Jason Kilar, CEO of WarnerMedia, revealed his biggest regret from his time helming Hulu was being unable to convince the board to let the company launch Hulu service globally.

“I think it’s totally fair to bash, candidly, Hulu’s lack of global footprint that could have been possible starting in 2008,” said Kilar, speaking Thursday at MoffettNathanson’s Media & Communications Summit. He was Hulu’s CEO from 2007-13.

“This is ultimately a global business,” Kilar continued. Back in 2008, “I think it was very hard for the board members of Hulu… to feel that this new, small thing called Hulu was going to disrupt their existing businesses across the globe. Now, that happened anyway because of Netflix and others, so that’s why I regret it.”

Hulu, now controlled by Disney, remains a U.S.-only streaming service. Under Kilar, the company had launched a Hulu-branded service in Japan but that was sold in 2014.

Kilar noted that SVOD is largely a fixed-cost business — i.e., the cost of programming — and that distribution expenses are “de minimis,” so the logical strategy is to amortize content spending globally.

That let Kilar segue to the “good news” that WarnerMedia is going global with HBO Max.

AT&T is planning to launch HBO Max in 39 Latin American countries next month, followed by 21 European markets in the back half of 2021. The company expects to end the year with between 67 million and 70 million HBO/HBO Max subscribers worldwide, up 10%-15% from the end of 2020.

For WarnerMedia, the percentage of spending for localized programming outside the U.S. “will inch up” from where it is today, but the bulk of the spending will continue to be on a global basis, Kilar predicted.

Also next month, WarnerMedia plans to launch a price-reduced ad-supported version of HBO Max. The AVOD tier will exclude the day-and-date Warner Bros. movie premieres throughout 2021 but otherwise will be the same as the $15/month product. HBO Max with ads will not run commercials in HBO original programming.

WarnerMedia has not announced the pricing of the ad-supported HBO Max. Per a CNBC report, it will cost $9.99/month, or $5 less than the ad-free package at $14.99.

Kilar said WarnerMedia will make the same amount of margin whether someone chooses the full ad-free HBO Max or the cheaper tier. “I’m not at all worried” about cannibalization of the higher-priced service, he said. It wouldn’t even matter, he asserted, if 100% of HBO Max’s existing subscribers choose to take the ad-supported tier.

As of the end of March, HBO Max and HBO combined had 44.2 million domestic customers, up 2.7 million from 41.5 million at the end of 2020. That included 9.69 million retail HBO Max subscribers, up 2.8 million sequentially, helped by a Q1 film lineup that included “Godzilla vs. Kong,” “Zack Snyder’s Justice League” and “Judas and the Black Messiah.”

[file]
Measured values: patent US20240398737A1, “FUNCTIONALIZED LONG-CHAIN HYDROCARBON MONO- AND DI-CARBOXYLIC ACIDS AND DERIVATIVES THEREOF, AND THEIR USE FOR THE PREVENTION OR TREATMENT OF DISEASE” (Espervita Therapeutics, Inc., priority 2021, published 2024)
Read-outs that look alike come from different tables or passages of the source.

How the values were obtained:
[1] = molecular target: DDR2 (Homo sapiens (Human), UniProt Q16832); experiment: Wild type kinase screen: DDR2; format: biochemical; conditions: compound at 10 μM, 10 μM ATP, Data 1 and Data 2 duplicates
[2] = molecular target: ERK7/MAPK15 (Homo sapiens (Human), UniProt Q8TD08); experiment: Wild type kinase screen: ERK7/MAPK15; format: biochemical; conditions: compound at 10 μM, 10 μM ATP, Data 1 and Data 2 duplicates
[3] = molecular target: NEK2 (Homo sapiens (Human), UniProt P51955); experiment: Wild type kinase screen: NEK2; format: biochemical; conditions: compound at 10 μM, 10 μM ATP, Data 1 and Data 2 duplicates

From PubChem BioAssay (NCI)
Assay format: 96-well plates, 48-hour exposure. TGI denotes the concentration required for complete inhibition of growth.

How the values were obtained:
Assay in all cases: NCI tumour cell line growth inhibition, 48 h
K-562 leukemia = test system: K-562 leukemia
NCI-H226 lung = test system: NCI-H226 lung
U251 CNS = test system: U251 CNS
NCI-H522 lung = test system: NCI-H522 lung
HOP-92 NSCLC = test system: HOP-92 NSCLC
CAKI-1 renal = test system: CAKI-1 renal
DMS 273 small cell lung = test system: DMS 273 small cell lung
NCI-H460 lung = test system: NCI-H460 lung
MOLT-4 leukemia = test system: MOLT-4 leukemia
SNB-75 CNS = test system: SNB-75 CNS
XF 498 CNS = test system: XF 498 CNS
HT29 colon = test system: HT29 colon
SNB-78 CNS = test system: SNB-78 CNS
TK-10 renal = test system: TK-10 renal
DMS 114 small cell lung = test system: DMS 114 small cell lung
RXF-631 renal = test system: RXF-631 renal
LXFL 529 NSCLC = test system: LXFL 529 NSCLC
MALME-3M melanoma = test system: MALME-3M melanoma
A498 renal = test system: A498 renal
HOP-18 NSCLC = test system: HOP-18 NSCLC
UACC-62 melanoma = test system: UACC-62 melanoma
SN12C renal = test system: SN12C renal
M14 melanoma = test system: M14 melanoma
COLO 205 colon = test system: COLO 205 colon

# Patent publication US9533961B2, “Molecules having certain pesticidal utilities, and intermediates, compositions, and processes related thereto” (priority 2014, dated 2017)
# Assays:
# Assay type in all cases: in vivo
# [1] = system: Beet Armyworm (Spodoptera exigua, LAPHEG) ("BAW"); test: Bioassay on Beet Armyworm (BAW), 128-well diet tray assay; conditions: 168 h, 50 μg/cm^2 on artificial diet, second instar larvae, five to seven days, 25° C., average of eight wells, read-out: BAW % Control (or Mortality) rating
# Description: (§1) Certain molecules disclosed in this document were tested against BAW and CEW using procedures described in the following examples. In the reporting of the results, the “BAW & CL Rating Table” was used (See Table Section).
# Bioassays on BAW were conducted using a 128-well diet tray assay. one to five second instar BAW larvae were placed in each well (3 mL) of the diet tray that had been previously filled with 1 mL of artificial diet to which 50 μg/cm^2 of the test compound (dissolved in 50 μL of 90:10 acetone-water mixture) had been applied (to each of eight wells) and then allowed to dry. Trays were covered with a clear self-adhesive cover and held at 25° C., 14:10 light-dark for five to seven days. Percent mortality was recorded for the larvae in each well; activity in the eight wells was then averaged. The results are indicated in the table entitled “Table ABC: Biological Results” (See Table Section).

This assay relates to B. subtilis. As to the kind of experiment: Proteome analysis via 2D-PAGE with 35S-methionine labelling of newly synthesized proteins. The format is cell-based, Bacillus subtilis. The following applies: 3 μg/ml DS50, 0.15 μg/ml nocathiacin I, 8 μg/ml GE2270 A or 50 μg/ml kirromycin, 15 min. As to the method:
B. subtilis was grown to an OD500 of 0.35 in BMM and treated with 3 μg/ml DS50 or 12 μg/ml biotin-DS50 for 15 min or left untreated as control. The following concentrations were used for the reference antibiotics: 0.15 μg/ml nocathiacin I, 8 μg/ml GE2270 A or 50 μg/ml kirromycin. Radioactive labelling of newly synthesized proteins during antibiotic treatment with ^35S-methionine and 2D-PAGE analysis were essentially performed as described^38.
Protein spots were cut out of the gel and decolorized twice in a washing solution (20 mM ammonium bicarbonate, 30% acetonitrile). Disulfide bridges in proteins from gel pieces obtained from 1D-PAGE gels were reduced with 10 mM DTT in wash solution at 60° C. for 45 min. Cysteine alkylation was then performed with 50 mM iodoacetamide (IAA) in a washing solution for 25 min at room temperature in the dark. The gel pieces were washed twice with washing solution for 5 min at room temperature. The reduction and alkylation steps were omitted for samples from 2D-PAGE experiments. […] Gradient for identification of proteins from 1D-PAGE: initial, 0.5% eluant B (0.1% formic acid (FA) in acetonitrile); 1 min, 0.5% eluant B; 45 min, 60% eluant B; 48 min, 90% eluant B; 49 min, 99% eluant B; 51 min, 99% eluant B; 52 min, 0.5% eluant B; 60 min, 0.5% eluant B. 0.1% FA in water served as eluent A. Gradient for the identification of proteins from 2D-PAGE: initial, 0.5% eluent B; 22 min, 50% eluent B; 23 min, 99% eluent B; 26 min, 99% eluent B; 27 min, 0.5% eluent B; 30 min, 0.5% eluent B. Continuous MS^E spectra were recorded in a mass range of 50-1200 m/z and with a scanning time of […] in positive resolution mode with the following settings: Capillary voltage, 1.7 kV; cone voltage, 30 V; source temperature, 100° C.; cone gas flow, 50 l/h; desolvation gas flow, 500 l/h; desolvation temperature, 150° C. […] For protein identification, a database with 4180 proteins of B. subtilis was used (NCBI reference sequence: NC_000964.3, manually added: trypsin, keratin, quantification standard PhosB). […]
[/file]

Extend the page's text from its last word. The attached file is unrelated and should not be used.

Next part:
“We have the wind in our sails,” said Kilar, who joined WarnerMedia in May 2020, just a few weeks before HBO Max’s U.S. debut. “Consumers are responding to HBO Max.”

Regarding the decision to release all of Warner Bros.’ 2021 films day-and-day on HBO Max and in theaters simultaneously, Kilar commented, “I’m very, very happy with the decision we made… We were absolutely considering exhibition, which was being starved of Hollywood product.”

In terms of the future, “you should expect us to lean into theatrical experience for decades and decades,” Kilar said. While theatrical windows will change — “and in many ways we are leading that” — there will continue to be major tentpole film releases for Warner Bros. where an exclusive theatrical release is the only path that makes sense, Kilar said.

Kilar acknowledged that movies are driving higher HBO Max engagement — averaging about 2.8 hours per account per day — but he also called out original series like “The Nevers” and “Mare of Easttown” starring Kate Winslet as contributing to increases in time spent viewing.

Asked about WarnerMedia’s seven-year deal with the NHL, Kilar confirmed that the company has rights to carry the hockey games on HBO Max. There are no plans to distribute NHL on HBO Max this year but “we could absolutely see that down the road,” Kilar said. CNN’s linear distribution model will stay in place in the pay-TV ecosystem, which reaches about 85 million U.S. homes.

About maintaining the large but declining pay-TV business while investing in HBO Max, Kilar said, “We can walk and chew gum at the same time.”

Near the end of the session, Kilar was asked by the MoffettNathanson analysts in all seriousness: Why is HBO Max part of AT&T? Some pundits believe WarnerMedia would be better served by being separate from the telco, Craig Moffett said, asking rhetorically: “Can AT&T really invest aggressively to keep pace with Disney and Netflix?”

Kilar suggested that the structural changes need to break down the silos at the legacy Time Warner — where HBO, Warner Bros., Turner and CNN each operated as independent businesses — would not have happened unless AT&T had closed the deal to acquire the media company in 2018. AT&T also brought in new executive leadership, including Kilar himself, which he said, “I’d argue that was not the organic road” Time Warner was on in 2016.